In order to calculate the lattice spacing in our sample we need to know the ‘camera length’.
Camera length = the distance from the sample to the projected image.
The diffraction pattern (formed in the back focal plane) forms the projected image on the screen and can be recorded, hence the term ‘camera length’ since this is where the camera is positioned.
The projection process enlarges the distance between the reflections in the diffraction pattern.
To obtain precise measurements from a diffraction pattern using a TEM, one must precisely know the camera length.
A small camera length provides a pattern with little space between the reflections and a large camera length provides a pattern with large spaces between the reflections.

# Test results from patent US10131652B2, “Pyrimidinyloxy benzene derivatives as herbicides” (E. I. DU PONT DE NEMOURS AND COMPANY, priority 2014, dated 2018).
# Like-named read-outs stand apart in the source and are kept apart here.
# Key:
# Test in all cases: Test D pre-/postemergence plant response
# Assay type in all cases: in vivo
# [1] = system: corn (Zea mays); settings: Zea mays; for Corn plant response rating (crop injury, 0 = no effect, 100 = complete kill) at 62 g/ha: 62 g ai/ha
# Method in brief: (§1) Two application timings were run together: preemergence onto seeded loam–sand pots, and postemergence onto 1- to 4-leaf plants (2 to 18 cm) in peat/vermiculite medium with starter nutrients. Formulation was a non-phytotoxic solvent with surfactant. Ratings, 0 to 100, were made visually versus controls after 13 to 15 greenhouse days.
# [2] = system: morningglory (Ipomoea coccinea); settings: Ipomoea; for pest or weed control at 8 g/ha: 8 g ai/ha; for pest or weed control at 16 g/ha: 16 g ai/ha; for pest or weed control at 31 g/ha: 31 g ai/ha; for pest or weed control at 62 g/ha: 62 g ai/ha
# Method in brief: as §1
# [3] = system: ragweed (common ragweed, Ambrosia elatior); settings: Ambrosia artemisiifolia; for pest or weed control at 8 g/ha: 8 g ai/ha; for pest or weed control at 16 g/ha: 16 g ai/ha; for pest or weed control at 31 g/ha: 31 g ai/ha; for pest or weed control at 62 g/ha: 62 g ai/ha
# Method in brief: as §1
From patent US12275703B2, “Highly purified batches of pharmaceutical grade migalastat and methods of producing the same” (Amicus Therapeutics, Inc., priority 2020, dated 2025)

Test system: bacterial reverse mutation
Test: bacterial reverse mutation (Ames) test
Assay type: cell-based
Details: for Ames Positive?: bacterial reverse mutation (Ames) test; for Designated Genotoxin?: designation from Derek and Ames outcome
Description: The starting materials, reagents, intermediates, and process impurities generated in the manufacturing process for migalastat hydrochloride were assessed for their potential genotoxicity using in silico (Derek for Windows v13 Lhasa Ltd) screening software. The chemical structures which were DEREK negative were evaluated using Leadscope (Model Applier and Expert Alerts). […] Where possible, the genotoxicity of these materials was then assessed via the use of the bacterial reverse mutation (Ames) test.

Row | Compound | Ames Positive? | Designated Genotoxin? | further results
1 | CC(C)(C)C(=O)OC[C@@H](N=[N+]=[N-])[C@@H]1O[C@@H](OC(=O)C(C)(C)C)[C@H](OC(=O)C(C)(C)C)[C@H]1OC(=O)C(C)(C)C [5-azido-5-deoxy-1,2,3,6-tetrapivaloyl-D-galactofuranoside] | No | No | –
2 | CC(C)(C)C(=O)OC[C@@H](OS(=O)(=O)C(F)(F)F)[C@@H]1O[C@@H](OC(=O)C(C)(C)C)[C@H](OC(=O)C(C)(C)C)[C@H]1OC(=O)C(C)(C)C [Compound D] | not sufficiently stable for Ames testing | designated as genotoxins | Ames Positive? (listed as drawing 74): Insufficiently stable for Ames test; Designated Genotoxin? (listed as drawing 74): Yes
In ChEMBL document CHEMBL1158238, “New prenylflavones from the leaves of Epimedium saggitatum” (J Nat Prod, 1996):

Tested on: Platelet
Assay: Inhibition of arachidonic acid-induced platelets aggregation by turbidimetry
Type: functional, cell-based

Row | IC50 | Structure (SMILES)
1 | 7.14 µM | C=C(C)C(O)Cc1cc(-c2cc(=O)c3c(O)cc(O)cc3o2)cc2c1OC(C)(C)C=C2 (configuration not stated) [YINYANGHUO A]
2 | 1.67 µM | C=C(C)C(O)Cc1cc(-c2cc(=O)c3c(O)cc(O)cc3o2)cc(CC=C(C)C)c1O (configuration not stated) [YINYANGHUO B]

So, too small a length and the diffraction image only fills up a small region of the projection screen. Too large and part of the diffraction pattern can be lost at the edges beyond the projection screen.
It must be remembered that the camera length must be calibrated for accurate measurements. This can be done by using a calibration standard sample for which the lattice spacing is known.
Once an accurately calibrated diffraction pattern is achieved, the information in the pattern is used to determine lattice planes and in the indexation of diffraction patterns [see useful links for information on how to index diffraction patterns].
The images are convergent beam electron diffraction patterns (CBED) from a ZnO crystal. With a larger camera length we see more detail from the discs.